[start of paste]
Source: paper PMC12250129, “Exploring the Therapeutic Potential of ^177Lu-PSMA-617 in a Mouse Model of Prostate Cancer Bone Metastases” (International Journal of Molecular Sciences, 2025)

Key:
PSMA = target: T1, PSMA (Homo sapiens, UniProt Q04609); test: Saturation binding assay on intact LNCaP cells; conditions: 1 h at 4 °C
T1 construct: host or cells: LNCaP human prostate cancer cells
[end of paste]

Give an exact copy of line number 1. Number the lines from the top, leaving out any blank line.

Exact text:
Source: paper PMC12250129, “Exploring the Therapeutic Potential of ^177Lu-PSMA-617 in a Mouse Model of Prostate Cancer Bone Metastases” (International Journal of Molecular Sciences, 2025)